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autoclav11 thegatesofgreenheadparks
Artist: Autoclav1.1
Title: The Gates Of Greenhead Park
Genre: Electronic
Release Date: 21st April 2017
Label: WTII Records

Album Review

Well, sometimes there’s just a whole ton of bad luck involved, especially when trying to get out an album on vinyl as a relatively small artist. If those queues at the pressing plants wouldn’t be as insanely long as they are we could’ve had ‘The Gates Of Greenhead Park’ in the last year already. Be that as it may, what we have here is the first vinyl only AUTOCLAV1.1 album and for those wondering: No, there won’t be any release on CD. Not gonna happen. The new album is meant as a continuation of the sound exhibited on ‘Werewolf Country’, though there are differences as to how Tony approaches the material. Some of them quite conspicuous I might add. It actually makes me feel a bit nostalgic since it is harking back to that era when I first came into contact with AUTOCLAV1.1, specifically the release of ‘Love No Longer Lives Here’. The reason I’m mentioning this is that the new record ties in so well with the sound and emotional depth of that very album, occasionally mixing it with the weirdly looping rhythm patterns established on recent releases

Next up, we’re taking a closer look at the music itself which brings me straight to the opening track of the first side ‘Lull’ stacking up layers of contemplative melody flowing effortlessly into one another until you’re kicked back into the real world. ‘Sleep Dep’ is like the prime example of how a weird meter can initially throw you off a bit and then almost immediately turns into something utterly compelling. It’s not even the most original of techniques to have melodic and rhythmic components do kind of their own thing in a song BUT it is extremely well executed. ‘Four Day Monotony’ is a different story for me. While I like the sound design on a strictly technical level, it is not connecting with my emotional part which is a very fundamental thing for me when it comes to music. This is, however, a comparatively minor flaw on that record so far as its immediate follow-up ‘Solar Lights On Summer Nights’ pretty much makes up for it.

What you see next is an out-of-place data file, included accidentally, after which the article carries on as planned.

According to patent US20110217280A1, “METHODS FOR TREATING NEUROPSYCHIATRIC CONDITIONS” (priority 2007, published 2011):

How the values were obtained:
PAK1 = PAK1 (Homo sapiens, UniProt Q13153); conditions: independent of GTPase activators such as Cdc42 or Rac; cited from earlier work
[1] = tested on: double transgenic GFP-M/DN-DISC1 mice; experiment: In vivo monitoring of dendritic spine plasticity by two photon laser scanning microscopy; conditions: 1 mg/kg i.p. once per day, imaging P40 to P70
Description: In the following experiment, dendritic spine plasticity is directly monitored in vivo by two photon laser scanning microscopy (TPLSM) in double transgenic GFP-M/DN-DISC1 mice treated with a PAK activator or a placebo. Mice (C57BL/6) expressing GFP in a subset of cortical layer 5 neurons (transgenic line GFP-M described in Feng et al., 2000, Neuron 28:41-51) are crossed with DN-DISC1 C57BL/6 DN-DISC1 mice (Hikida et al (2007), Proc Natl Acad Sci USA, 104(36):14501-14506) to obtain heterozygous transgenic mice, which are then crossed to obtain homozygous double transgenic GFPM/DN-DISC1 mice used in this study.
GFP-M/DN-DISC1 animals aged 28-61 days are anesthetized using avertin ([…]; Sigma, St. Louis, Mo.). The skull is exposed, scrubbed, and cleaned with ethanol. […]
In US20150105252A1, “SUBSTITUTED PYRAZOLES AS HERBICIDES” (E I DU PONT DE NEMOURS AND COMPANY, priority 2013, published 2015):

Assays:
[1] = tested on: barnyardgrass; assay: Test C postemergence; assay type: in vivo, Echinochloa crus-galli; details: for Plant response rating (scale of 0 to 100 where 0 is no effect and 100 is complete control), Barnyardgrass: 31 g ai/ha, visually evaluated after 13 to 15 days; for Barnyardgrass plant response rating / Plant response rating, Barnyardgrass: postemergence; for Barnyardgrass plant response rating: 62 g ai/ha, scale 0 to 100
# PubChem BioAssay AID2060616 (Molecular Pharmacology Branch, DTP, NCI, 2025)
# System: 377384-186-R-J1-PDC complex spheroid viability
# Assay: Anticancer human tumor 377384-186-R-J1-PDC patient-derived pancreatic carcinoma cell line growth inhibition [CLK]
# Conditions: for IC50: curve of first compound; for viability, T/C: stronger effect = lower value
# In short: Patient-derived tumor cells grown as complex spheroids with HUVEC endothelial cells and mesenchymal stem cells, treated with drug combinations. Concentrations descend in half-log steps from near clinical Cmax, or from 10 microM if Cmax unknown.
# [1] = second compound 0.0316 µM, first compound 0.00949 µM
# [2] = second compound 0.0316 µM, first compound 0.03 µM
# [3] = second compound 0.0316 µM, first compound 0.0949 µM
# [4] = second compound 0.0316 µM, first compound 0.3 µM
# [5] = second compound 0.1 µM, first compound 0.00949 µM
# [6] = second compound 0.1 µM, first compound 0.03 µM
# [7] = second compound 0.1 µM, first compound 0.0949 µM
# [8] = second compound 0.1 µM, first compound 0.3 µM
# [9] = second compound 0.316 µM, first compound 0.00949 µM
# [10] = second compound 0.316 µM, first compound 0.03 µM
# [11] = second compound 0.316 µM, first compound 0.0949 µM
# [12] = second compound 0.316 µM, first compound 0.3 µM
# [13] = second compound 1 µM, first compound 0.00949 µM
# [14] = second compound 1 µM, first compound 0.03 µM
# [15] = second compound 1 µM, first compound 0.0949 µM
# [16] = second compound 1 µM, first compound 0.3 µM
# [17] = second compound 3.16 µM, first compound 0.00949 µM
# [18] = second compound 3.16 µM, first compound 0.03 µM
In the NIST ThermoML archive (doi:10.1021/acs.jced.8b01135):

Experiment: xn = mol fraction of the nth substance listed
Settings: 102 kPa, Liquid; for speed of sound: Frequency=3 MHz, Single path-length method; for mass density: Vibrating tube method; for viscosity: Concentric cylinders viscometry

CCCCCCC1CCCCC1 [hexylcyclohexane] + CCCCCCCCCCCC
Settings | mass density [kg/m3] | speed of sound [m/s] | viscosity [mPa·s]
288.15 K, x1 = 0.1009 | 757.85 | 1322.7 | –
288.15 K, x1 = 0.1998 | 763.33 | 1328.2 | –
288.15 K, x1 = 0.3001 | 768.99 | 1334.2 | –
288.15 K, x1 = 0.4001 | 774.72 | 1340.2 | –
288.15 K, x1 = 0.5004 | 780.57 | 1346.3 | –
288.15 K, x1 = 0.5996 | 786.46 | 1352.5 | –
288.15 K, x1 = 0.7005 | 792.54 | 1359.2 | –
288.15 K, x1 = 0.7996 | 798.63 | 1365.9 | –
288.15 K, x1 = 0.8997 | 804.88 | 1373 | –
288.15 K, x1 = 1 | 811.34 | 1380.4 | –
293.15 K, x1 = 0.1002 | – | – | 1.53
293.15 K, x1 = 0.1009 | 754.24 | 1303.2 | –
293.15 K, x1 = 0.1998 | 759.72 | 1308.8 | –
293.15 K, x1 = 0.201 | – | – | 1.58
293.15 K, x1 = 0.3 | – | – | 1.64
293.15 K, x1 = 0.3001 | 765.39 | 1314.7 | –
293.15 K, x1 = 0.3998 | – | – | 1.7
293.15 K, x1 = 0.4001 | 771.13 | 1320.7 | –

It feels like ascending into space and watching a solar flare having bought a ticket for the best seat on the ship. The sheer space it is evoking is at once intimidating and intriguing. As we progress through the record we encounter a pair of remixes on the B Side. Both are reworks of tracks taken from ‘Werewolf Country’. First off is DISPLACER with a rendition of ‘Short Pier’ which breathes understatement and elegance. All is flowing on a soft current of layered electronics. It is focusing on the atmospherics the track has to offer; something Michael Morton has always been particularly good at in my opinion. Looking at what Jamie Blacker of ESA has done with ‘Earworm’ you can’t help but thinking of the proverbial two sides of a coin. That Tapeworm Mix is just sick; it’s unrelenting and unforgiving for the most part and once it isn’t, it’s almost over.

‘William Speaks’ more or less is the classic piano track that pierces through to your heart instantaneously. It has that light melancholy weaved through its fabric. The kind that always works for me. A very calm and refined effort is closing the first vinyl release with ‘Dark Satanic Mills’. Despite its ominous title I found this one to be quite a relaxing thing having my thoughts go adrift for a few minutes. It concludes a lovely little release that not only holds a couple of beautifully arranged pieces but also additionally holds value as a collector’s item being strictly a vinyl release


A1. Lull
A2. Oxygen Thief
A3. Sleep Dep
A4. Four Day Monotony
A5. Solar Lights On Summer Nights
B1. Short Pier [Displacer Remix]
B2. Salad Dodger
B3. Earworm [Tapeworm Mix by ESA]
B4. William Speaks
B5. Dark Satanic Mills


Tony Young – All Music & Production


Cover Picture

autoclav11 thegatesofgreenheadparks


Music: 8
Sound: 9
Total: 8.5 / 10

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